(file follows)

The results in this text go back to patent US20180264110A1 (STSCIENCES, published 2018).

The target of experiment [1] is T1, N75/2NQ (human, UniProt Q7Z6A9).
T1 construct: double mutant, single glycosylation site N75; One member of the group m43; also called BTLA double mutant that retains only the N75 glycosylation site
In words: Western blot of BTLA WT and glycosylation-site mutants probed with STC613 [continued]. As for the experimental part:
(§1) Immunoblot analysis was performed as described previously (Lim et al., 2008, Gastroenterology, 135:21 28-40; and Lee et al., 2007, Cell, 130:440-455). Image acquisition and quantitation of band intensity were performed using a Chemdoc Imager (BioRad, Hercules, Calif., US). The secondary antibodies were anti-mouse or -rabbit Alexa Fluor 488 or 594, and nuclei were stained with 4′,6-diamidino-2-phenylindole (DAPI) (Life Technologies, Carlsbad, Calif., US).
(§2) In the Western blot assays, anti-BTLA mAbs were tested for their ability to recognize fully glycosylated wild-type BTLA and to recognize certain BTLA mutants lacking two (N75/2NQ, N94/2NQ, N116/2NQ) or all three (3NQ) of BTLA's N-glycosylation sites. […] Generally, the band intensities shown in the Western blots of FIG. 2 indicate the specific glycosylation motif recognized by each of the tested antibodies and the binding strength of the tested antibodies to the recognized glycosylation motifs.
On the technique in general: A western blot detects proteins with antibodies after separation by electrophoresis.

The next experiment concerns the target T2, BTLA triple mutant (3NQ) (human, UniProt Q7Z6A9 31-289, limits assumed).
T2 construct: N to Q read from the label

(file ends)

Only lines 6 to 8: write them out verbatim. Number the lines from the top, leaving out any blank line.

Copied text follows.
(§2) In the Western blot assays, anti-BTLA mAbs were tested for their ability to recognize fully glycosylated wild-type BTLA and to recognize certain BTLA mutants lacking two (N75/2NQ, N94/2NQ, N116/2NQ) or all three (3NQ) of BTLA's N-glycosylation sites. […] Generally, the band intensities shown in the Western blots of FIG. 2 indicate the specific glycosylation motif recognized by each of the tested antibodies and the binding strength of the tested antibodies to the recognized glycosylation motifs.
On the technique in general: A western blot detects proteins with antibodies after separation by electrophoresis.

The next experiment concerns the target T2, BTLA triple mutant (3NQ) (human, UniProt Q7Z6A9 31-289, limits assumed).